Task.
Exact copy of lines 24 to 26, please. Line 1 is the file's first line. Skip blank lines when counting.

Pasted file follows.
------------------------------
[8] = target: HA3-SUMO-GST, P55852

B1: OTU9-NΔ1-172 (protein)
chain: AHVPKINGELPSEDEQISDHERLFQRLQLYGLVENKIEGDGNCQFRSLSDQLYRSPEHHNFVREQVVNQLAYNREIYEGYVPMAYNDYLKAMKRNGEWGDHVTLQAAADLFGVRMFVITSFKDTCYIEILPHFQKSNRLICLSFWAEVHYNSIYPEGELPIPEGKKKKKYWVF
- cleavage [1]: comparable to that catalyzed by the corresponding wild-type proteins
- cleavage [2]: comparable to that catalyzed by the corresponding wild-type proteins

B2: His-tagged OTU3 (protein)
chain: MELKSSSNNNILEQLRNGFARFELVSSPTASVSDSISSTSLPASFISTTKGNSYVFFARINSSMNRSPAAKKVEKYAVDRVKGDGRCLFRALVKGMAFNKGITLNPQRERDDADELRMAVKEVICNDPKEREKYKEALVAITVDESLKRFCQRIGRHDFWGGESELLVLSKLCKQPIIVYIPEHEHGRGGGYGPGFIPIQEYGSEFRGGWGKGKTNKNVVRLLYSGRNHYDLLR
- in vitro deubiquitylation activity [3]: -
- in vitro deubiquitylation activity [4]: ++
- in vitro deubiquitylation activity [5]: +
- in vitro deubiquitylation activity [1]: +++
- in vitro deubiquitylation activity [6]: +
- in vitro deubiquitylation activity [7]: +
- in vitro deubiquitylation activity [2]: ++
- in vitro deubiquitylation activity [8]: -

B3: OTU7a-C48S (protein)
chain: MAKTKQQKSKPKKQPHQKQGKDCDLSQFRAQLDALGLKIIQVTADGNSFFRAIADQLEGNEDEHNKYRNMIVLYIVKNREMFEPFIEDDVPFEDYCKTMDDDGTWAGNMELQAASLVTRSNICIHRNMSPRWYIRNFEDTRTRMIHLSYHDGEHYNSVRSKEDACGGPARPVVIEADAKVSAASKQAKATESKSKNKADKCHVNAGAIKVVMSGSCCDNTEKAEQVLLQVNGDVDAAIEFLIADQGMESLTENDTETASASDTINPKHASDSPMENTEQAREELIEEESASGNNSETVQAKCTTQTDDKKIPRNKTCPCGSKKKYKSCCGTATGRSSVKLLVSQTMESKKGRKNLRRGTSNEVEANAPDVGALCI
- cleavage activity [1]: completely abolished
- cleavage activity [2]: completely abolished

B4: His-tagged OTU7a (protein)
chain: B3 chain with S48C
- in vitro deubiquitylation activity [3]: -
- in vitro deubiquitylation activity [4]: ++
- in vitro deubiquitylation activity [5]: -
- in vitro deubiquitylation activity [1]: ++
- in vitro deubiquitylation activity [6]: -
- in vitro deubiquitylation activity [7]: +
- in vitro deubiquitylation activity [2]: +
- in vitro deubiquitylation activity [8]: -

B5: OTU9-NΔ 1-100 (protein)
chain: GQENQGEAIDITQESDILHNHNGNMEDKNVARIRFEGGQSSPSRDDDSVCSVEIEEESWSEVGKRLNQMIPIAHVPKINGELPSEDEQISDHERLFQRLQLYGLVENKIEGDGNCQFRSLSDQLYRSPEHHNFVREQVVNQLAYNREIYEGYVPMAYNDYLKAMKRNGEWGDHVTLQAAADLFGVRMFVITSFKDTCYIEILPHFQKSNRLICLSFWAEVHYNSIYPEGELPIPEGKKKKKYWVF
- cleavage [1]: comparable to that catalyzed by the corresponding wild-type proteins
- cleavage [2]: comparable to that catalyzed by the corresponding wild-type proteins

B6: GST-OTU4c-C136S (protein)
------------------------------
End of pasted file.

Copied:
- in vitro deubiquitylation activity [5]: -
- in vitro deubiquitylation activity [1]: ++
- in vitro deubiquitylation activity [6]: -